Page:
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How can you liberate a meeting without using Liberating Structures?

Although relatively new in the Netherlands, Liberating Structures (LS) has proven to be very popular. With a Meetup [1] group reaching over 800 members in only one year, monthly meetups have to be organized across the Netherlands to meet the demand. Despite the popularity, I have heard some of my peers saying that they are bored using LS. I used to defend LS because I know there are many structures you can use, and more are under development to make it interesting in every situation. Furthermore, I believe in the power of LS to engage a group of people with the use of simple structures.

In the past few weeks, however, I could not get past the idea that some people were bored using LS. As I was preparing for a Retrospective, an idea emerged for an experiment on how to liberate a meeting without using one of the 33+ Liberating Structures (or the ones which are under development). I want to share the steps I have taken for this 1,5-hour Retrospective and discuss why it was so liberating.

In a retrospective, I used the following elements from which I believe are very powerful and are used in many LS as well.

Situation: we have a team of 10 colleagues. A developer and I had just started on the team.

STEP 1:

I asked the group to create two teams and gave them the following assignment per team:

Team 1: take 10 minutes to think of all the reasons why this team is the worst team ever. after the 10 minutes, try to convince us (the developer and I) that we have made a bad choice to join the team.

Team 2: take 10 minutes to think of all the reasons why this team is the most impressive team ever. After 10 minutes, try to convince us that we have made an excellent choice to join this team.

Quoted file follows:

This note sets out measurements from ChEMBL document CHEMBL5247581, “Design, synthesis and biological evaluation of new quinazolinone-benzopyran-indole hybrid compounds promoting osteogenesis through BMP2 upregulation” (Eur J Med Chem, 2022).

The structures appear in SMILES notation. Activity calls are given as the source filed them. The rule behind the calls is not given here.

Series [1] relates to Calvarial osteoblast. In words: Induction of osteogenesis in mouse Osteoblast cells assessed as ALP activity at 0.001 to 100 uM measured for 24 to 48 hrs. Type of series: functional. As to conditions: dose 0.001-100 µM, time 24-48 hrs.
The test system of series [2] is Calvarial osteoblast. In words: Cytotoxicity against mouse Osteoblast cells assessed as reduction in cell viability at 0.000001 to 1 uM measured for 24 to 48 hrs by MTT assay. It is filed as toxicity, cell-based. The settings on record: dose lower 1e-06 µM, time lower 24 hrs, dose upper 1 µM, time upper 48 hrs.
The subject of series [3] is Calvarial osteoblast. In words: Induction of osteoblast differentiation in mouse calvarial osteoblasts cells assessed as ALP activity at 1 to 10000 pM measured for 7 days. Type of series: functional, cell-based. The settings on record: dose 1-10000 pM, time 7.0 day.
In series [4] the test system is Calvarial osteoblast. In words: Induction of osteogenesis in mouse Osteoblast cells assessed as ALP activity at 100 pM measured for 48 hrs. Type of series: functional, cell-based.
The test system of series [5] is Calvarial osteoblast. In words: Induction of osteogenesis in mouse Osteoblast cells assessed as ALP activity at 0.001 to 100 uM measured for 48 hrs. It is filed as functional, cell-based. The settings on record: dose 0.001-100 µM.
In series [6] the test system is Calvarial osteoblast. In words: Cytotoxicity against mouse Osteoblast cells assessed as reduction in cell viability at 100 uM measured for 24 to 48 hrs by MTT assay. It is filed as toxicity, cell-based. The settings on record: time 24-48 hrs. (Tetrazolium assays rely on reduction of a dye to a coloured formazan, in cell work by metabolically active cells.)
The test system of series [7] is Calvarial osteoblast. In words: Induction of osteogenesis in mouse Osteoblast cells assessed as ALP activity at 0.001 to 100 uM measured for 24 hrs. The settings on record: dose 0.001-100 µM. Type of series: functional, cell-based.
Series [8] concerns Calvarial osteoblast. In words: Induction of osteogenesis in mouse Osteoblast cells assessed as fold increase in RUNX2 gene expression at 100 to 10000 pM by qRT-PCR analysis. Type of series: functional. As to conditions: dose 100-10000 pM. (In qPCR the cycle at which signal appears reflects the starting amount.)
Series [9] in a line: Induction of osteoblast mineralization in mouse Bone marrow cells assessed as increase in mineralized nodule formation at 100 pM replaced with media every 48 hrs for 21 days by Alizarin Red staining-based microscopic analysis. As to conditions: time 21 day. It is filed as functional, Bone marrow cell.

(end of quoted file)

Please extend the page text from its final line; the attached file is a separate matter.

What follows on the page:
I decided to leave the room with the new developer to get to know each other a little better in the meanwhile.

STEP 2:

After both presentations, I gave the next assignment:

Team 1: take 15 minutes to discuss within your team what actions can be made to keep the most positive things that team 2 had mentioned.

Team 2: Take 15 minutes to think of actions we can take to dismiss some of the reasons that team 1 had mentioned.

The new developer and I were still in the room but did not participate.

STEP 3:

After both presentations, I asked each one in the group to think about the actions mentioned in Step 3 and take five minutes individually to find out how they can contribute to making those actions a success. Here, the new developer and I also participated. We then shared our contributions. I asked them to memorize their contributions, as I will get back to them in a few sprints.

The retrospective was a success. In a playful, and yet a serious manner the team introduced us to what is bothering the team and what makes the team so great. By ending with an individual contribution, everybody was equally engaged with improvements which they believed in themselves.

Conclusion:

After the Retrospective, I inspected the retrospective and concluded that the power of liberating Structures is not the 33+ structures, but the simplicity of the five elements of each LS:

1.   Structuring Invitation

2.   How Space Is Arranged and Materials Needed

3.   How Participation Is Distributed

4.   How Groups Are Configured

5.   The sequence of Steps and Time Allocation

In each step, I thought about these five elements and created my personal string.

There is enough LS which you can use to make your meeting productive. However, if you have the feeling that they are overused or you are bored with them, think about the five elements and create your structure. Please also share it with the community so that we can learn from each other. PS. the Meetup groups are perfect for experimenting. for the Netherlands, you can join us https://www.meetup.com/liberatingstructures/ [1]